Middlesborough allotment, image.
Beehives stolen from Middlesborough allotment, Raymond Robinson is pictured at Whitehouse Allotments, North Ormesby. He has had three beehives stolen.

A timely reminder as the season begins, be vigilant, as we emerge from winter, beehive thefts will be on the increase.
An avid beekeeper and also having had family dogs, I can tell you that when you lose a beehive it is like losing a member of the family, especially after years of hard work bringing on the colonies.

 

A BEEKEEPER has been left fuming after his three beehives – containing over 6,000 – were stolen by sticky-fingered thieves.

Raymond Robinson said he was devastated when he discovered that six years’ work with his prized honey had gone to waste after they were stolen from Whitehouse Farm Allotments on Grove Road, North Ormesby.

The former steelworker started keeping bees after he took redundancy from the blast furnace at Redcar six years ago.

Along with a friend he had built up the three colonies of honey bees after doing a course on and falling in love with the hobby.

The beehives are believed to have been worth about £1,500 altogether and were stolen sometime between last Monday, January 25 and Wednesday, January 27.

The 58-year-old said the gate to the allotments, and to his compound, were left open on Tuesday so he believed a vehicle had been driven in to collect the beehives, which were heavy.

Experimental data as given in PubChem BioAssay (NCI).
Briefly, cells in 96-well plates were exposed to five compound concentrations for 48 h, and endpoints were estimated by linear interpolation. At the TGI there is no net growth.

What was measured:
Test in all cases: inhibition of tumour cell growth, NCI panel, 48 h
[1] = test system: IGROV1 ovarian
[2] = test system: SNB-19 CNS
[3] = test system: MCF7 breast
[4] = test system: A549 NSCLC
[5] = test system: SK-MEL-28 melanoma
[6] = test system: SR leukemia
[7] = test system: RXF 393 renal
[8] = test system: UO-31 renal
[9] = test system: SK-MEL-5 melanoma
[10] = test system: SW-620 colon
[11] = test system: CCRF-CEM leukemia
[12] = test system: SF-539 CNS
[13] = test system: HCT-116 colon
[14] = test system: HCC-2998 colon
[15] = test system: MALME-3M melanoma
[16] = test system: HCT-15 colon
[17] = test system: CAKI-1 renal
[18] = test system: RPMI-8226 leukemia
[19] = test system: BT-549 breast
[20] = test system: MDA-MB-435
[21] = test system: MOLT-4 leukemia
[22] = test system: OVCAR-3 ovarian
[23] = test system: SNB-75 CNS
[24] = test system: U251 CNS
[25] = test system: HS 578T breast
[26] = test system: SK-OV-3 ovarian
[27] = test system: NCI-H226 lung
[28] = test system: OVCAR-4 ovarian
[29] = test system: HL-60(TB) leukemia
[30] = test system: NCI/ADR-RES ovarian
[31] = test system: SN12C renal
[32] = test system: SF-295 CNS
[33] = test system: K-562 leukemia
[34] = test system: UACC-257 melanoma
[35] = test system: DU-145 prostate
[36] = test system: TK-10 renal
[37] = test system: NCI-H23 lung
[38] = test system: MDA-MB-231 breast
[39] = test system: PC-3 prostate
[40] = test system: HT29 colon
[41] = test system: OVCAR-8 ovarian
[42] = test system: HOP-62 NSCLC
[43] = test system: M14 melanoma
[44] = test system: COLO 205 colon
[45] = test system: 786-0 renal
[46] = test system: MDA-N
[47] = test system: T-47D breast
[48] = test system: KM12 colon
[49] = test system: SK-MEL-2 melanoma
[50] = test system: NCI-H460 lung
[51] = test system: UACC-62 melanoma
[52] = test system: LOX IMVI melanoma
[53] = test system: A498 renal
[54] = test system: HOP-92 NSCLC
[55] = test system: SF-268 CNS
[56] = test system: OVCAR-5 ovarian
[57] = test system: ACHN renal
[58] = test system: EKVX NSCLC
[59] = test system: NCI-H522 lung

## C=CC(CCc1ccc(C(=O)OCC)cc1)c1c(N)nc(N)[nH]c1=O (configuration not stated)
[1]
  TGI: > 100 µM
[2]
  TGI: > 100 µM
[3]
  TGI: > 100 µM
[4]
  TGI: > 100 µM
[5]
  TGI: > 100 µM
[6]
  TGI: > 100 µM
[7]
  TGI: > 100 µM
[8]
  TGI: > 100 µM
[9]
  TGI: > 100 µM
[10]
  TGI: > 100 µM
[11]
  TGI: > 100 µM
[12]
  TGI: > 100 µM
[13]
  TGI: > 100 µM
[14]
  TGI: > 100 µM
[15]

“I think someone has known what they are doing with bees because they are quite dormant at this time of year as it is too cold for them outside,” said Mr Robinson.

“I feel absolutely gutted. I just feel drained. I think they have taken a part of my heart away.

Middlesborough allotment, image.
Beehives stolen from Middlesborough allotment, Raymond Robinson is pictured at Whitehouse Allotments, North Ormesby. He has had three beehives stolen.

“I spent a lot of time down there and especially in the summer time, I could just sit there and watch them.

“People might think I am daft but I just loved beekeeping.

“I didn’t know anything about it until I retired but I found out so much about it, a lot of it was self-taught.

“I feel a bit vulnerable getting more in case they get stolen too.”

“Bee rustling” has been on the increase in recent years – with the British Association urging beekeepers to get their hives micro-chipped so police can identify them if they are stolen.

The decline in bee populations means they are more valuable than ever before.

Police are appealing for information about the beehives and asked for anyone who has seen them advertised for sale, or anyone who has witnessed the incident, to contact PC Tim Gill on the non-emergency number 101, Crimestoppers anonymously on 0800-555-111 or www.crimestoppers-uk.org.

 

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